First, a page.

‘Inconsistent’ practices, ‘inadequate’ barriers and varying degrees of control failures; ASIC’s recent review of corporate advisory research activity was certainly to the point.

As such, teams within investment banks, securities dealers, independent research houses, corporate advisory organisations and other market participants are on notice. Organisations holding an Australian Financial Services Licence (AFSL) must ensure their management of material non-public information (MNPI) and conflicts of interest practices meet the legal and regulatory requirements imposed upon them.

ASIC’s Review

In August, ASIC released a report following a review of industry practices. It focused on broker research and corporate advisory activity.[1] While ASIC found many firms had policies in respect of MNPI and conflicts of interest management, its review uncovered practices and inadequate barriers that could compromise the intent of those policies. ASIC will now undertake further reviews and will seek enforcement outcomes to address any unlawful behaviour.

What to look out for

Common failings with the handling of MNPI included:

  1. poor processes to identify MNPI leading to this being passed from the research side of a firm to the trading side;

  2. inadequate checking for this information across all communication channels including flash notes, internal chat messages, and emails;

  3. ineffective barriers (both physical and technological);

  4. inadequate monitoring and ineffective controls when implementing physical separation such as by ‘wall crossing’ and the use of ‘restricted lists’;

  5. poor training evidenced by staff not following policies; and

  6. providing research analysts’ models to clients.

Areas of concern raised by ASIC in respect of managing conflicts of interest included:

  1. research independence being compromised by the funding structure established to resource the research departments and/or remunerate individual researchers;

  2. inadequate separation of research, corporate advisory and sales teams (both physical and technological);

  3. senior staff inappropriately trying to influence research decisions;

  4. poor internal structures and reporting lines;

  5. single corporate advisory teams producing research reports on a company while simultaneously holding a corporate advisory mandate from that company; and

  6. poor training of staff in the identification and management of conflicts of interest.

Other areas of interest

During the review, ASIC also uncovered instances where:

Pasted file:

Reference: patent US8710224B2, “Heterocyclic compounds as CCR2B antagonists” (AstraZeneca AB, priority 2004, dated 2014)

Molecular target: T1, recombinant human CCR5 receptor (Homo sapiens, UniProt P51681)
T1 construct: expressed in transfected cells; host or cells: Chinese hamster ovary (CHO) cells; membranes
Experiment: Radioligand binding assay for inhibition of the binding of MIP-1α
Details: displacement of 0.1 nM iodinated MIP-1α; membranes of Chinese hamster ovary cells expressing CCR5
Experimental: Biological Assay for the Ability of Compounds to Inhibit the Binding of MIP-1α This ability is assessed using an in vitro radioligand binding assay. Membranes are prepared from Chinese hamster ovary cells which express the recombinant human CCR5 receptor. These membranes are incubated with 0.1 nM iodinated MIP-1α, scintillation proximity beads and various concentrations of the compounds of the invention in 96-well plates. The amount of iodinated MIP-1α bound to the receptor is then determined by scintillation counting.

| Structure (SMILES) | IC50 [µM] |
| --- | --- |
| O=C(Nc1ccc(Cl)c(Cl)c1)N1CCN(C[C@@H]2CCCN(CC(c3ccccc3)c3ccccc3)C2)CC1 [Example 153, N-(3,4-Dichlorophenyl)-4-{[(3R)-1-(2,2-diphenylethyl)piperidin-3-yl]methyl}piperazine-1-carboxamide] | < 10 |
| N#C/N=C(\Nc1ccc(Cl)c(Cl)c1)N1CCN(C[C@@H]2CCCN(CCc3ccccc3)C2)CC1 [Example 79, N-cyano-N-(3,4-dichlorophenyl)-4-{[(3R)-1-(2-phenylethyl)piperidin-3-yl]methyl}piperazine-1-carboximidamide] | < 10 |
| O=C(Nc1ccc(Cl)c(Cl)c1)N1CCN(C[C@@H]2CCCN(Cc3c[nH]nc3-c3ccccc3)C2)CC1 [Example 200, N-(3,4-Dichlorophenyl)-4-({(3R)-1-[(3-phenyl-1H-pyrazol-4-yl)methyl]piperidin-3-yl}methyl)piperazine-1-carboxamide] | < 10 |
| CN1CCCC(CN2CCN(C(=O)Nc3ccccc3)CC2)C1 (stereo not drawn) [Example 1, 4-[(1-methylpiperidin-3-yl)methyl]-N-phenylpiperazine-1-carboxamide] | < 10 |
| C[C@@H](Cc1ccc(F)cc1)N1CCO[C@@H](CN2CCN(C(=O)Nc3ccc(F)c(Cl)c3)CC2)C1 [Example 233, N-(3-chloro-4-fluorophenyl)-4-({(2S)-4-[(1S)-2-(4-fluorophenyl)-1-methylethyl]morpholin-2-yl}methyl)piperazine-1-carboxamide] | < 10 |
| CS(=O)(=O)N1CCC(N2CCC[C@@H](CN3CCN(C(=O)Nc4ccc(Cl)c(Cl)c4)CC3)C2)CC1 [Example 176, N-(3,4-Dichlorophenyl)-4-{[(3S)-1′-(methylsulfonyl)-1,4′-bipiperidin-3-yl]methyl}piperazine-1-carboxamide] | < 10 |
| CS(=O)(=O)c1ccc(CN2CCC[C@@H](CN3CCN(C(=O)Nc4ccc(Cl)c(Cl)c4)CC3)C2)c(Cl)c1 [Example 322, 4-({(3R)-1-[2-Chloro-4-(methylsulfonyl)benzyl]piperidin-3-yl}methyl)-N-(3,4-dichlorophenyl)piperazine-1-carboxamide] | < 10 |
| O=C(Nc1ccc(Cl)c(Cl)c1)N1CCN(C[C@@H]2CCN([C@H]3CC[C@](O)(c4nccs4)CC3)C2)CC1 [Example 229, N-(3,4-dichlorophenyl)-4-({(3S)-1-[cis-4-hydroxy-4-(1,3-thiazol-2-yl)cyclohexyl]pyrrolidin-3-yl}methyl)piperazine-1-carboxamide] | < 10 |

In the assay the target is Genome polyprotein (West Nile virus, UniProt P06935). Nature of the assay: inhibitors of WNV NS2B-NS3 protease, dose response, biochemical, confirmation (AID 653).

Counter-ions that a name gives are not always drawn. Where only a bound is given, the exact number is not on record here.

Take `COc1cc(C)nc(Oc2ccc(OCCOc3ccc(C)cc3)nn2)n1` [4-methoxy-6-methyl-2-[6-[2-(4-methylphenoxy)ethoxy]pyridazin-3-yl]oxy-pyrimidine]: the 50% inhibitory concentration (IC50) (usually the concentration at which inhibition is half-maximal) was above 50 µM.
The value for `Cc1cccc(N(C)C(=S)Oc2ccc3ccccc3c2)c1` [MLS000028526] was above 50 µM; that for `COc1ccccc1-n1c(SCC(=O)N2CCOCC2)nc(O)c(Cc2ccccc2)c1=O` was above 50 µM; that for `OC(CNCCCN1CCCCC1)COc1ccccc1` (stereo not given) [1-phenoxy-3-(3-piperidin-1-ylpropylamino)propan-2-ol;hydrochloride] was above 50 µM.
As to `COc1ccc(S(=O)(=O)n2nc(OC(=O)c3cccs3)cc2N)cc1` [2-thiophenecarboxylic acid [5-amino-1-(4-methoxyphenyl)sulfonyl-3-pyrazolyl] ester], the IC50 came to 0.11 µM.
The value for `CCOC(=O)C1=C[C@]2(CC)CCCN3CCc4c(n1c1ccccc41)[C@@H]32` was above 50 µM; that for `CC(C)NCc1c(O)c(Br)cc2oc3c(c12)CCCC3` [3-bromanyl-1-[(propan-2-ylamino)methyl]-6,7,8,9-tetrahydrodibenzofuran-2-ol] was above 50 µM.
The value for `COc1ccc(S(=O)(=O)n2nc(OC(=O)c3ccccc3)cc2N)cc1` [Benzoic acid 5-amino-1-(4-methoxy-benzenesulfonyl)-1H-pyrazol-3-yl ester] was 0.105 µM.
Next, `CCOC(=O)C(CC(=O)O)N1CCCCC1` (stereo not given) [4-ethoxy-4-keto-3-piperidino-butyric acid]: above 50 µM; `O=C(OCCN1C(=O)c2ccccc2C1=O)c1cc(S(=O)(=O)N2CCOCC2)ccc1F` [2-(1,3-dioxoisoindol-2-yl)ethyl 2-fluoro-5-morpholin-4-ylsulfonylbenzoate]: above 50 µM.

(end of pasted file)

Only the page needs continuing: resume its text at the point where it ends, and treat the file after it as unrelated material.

1. undue pressure for favourable coverage was placed on research teams in order to secure capital raising mandates;

  2. the objectivity and independence of research reports being compromised in IPO and other corporate transaction processes by involving researchers in client and investor meetings;

  3. joint lead managers including their respective research teams in joint briefing sessions with the client, sales and corporate advisory staff and/or agreeing a common valuation approach which could compromise the independence of each research team;

  4. poor disclosure of conflicts by using boilerplate clauses and a failure to disclose them in some instances;

  5. prospective information being included in research reports released shortly after a prospectus that indicated no such material existed;

  6. staff participating in capital raisings they were managing;

  7. differential treatment of clients and/or staff in respect of share allocation processes; and

  8. directors of clients being given access to benefits such as office space and secretarial services at no or little cost that could create a sense of obligation.

What should you be doing?

ASIC have included better practice guidelines for both handling MNPI and management of conflicts of interest within the Report. Institutions that have research and corporate advisory teams should review their current policies and practices to ensure they meet these better practice standards.

This report builds upon ASIC’s earlier report on the management of conflicts of interests in vertically integrated businesses in the funds-management industry which was released in March 2016 and featured in our earlier article: ASIC puts its regulatory spotlight on conflict of interest management. In this latest Report, ASIC foreshadow releasing a further report in respect of managing conflicts of interests associated with an IPO.

Clearly, ASIC have a very sharp focus on whether financial services businesses are meeting their licence obligations in respect of ensuring they have adequate arrangements for the conflicts that may arise.[2] While this Report is focussed on corporate advisory sell-side research, the findings, concepts and better practice guidelines have a much broader application.

All AFSL holders should take this opportunity to review their confidential information and conflict policies and practices to ensure they incorporate ASIC’s better practice guidelines (where applicable) and are meeting their regulatory obligations. Failure to do so could result in clients and other impacted parties bringing claims for misleading and deceptive conduct as well as ASIC taking administrative action, which can include suspending or cancelling your AFSL or imposing additional licencing conditions[3].